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We’ve spent the week looking at Printzbery books: the stuff that falls on the young end here, but is still eligible and worth the conversation. But here for our Friday read, I’ve got a totally different direction to take: two memoirs with distinctive voices: two very different reads. Ironically, the only thing they may have in common? They’re not really for younger teens at all. It’s hard to say that either one will definitely take a medal when all is said and done, but as different as they are, they’re worth considering.
This is a funny, charming read. Sundquist is such a likeable, relatable narrator. He does a great job of affectionately honoring and still satirizing the science report. The charts and graphs add a really funny commentary of sorts on his writing, and I loved that he included the present-day reunions with people; they provide some good insight, propel the narrative forward, and are all fabulously, realistically awkward. Although Sundquist is relating a very specific story, he finds the universal in almost every moment — who’s not looking for love and connection?
The book felt a little long, and that length made the happy ending seem abrupt. Sundquist is an appealing, personable narrator, so it’s certainly not an unpleasant way to spend time. However, the narrative realization is so long in coming, and so simply resolved that it feels slight (even though it’s not).
And then we have Schmidt’s memoir — which basically exists on the other end of the spectrum. It’s dark, it’s super emotional, it’s devastating and upsetting with just the glimmerest glimmer of hope at the end. This is a book you can hand to people who are looking for the “really real” reads. The writing is very strong, his memories are full of details, and it’s a book that will easily pulverize your heart.
This is a complicated read, too — Schmidt is abused, but also very honest about his own tendency to lash out, and his struggle to take care of himself. The rage he feels towards both his father and the world that abandoned them both is completely understandable. There’s a real specificity in the setting and time, and Schmidt does a good job of depicting the harrowing results of the neglect so many people with AIDS experienced.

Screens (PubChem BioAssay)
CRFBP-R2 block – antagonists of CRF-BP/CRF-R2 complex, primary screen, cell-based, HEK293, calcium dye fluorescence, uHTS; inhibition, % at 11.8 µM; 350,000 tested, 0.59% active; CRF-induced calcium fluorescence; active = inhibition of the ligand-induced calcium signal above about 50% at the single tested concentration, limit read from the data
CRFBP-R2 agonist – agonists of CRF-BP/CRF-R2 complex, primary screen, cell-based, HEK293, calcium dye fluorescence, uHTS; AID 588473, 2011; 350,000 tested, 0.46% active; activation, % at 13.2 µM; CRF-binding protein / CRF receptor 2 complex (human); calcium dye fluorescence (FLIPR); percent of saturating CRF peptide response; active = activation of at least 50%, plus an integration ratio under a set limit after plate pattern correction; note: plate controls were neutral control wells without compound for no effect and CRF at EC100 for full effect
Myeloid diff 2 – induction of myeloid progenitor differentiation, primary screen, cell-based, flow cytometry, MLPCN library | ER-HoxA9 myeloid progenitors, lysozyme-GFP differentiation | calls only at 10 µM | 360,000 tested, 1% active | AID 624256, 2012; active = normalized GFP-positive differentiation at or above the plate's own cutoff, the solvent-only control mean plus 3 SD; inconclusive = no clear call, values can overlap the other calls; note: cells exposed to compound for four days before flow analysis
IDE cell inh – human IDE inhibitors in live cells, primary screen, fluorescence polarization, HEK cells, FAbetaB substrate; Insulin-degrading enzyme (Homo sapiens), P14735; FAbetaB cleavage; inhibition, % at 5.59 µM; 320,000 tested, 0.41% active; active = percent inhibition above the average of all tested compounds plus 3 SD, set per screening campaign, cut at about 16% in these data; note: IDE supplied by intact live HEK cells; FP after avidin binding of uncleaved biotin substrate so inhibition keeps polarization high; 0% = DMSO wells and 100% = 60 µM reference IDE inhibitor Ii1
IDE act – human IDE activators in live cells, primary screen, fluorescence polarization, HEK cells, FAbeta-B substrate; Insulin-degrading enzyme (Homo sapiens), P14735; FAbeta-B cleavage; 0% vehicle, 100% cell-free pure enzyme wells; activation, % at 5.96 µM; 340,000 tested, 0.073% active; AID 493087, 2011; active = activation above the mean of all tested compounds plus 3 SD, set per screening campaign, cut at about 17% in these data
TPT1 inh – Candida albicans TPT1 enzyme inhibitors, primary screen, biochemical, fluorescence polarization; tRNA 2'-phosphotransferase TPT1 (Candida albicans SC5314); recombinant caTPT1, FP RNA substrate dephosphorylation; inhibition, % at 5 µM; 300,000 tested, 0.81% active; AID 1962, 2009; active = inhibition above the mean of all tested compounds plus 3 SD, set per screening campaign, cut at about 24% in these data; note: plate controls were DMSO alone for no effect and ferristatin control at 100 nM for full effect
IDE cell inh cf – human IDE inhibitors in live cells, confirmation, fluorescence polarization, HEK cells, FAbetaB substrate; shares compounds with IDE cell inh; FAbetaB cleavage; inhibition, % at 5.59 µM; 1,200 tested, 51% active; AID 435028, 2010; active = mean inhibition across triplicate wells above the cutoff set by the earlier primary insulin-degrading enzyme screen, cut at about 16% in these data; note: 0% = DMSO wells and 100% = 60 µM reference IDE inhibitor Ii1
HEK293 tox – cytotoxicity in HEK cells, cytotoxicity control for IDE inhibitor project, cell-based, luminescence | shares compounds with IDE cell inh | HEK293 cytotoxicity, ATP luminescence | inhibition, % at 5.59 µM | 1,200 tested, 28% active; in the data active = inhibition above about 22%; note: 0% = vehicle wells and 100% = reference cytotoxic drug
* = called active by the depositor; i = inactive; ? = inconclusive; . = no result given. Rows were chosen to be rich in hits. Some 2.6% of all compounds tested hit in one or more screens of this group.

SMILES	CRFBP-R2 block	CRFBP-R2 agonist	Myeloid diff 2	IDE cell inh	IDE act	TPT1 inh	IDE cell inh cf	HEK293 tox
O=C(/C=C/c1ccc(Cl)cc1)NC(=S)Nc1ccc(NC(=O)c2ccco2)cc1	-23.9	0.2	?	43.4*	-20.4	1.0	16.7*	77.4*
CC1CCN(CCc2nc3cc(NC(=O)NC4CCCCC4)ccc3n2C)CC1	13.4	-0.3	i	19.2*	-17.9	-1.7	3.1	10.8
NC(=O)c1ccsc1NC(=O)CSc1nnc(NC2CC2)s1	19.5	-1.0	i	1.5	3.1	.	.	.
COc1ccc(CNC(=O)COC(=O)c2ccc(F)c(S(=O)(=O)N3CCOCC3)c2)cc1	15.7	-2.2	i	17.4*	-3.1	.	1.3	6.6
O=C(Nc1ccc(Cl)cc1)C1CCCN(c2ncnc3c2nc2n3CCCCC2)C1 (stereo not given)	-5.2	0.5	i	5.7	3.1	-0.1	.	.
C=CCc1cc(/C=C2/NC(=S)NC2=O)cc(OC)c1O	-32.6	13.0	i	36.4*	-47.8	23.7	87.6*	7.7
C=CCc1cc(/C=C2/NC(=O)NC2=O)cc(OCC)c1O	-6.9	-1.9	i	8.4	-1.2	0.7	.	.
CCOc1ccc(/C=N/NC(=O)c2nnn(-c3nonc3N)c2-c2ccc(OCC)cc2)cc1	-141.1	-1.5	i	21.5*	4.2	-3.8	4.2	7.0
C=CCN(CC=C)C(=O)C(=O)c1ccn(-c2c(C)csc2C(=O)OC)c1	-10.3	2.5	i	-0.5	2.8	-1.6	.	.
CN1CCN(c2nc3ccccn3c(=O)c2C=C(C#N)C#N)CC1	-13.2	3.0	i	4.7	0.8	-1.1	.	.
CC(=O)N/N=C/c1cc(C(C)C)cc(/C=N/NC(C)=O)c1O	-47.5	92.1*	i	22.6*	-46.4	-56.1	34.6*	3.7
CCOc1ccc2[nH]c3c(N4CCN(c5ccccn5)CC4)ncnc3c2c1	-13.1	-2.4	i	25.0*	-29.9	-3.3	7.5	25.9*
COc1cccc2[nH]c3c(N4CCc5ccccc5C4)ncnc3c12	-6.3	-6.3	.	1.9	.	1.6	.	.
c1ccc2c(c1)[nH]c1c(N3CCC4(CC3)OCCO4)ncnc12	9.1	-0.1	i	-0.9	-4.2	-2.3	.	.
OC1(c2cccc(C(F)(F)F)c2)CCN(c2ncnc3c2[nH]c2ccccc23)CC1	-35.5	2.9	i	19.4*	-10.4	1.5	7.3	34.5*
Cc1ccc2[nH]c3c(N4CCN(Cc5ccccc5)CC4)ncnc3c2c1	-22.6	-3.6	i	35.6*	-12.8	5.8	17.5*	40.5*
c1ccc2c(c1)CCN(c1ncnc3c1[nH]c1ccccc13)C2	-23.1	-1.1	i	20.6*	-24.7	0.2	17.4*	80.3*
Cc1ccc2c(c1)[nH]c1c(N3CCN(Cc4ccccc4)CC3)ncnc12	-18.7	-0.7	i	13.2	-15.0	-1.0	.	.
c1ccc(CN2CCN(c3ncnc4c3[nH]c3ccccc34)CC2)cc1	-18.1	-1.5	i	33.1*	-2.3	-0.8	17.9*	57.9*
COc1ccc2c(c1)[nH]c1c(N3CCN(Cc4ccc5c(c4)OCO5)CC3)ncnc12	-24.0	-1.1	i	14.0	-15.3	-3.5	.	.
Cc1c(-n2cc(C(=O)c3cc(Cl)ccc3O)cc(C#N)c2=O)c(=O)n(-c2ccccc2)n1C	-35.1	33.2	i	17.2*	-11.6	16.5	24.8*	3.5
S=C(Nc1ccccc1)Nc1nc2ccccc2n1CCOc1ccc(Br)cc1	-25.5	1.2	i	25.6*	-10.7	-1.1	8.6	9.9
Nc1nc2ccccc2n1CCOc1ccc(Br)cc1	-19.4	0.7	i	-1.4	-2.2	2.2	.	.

This is another story where the turnaround moment comes right at the end, but in this case, I don’t think that’s a problem. This is another long memoir, but again, I don’t think that’s exactly a weakness here. In this case, the moment of hope at the end is tenuous, is delicate — especially so when compared to the moments of rage and betrayal in the narrative. However, this delicacy is sort of a perfect contrast to the powerful moments of anger that propel the narrative. Overall, I think this is a strong read, but I’m not ready to say it’s in the top five of the year. On the other hand, I suspect that this is a story that will stay with you, so there’s always the possibility that, come award season, my opinion will have changed.
Of course, RealCommittee might disagree — with all of that! And what about you? What are your takes on these contrasting memoirs?
About Sarah Couri
Sarah Couri is a librarian at Grace Church School's High School Division, and has served on a number of YALSA committees, including Quick Picks, Great Graphic Novels, and (most pertinently!) the 2011 Printz Committee. Her opinions do not reflect the attitudes or opinions of SLJ, GCS, YALSA, or any other institutions with which she is affiliated. Find her on Twitter @scouri or e-mail her at scouri35 at gmail dot com.
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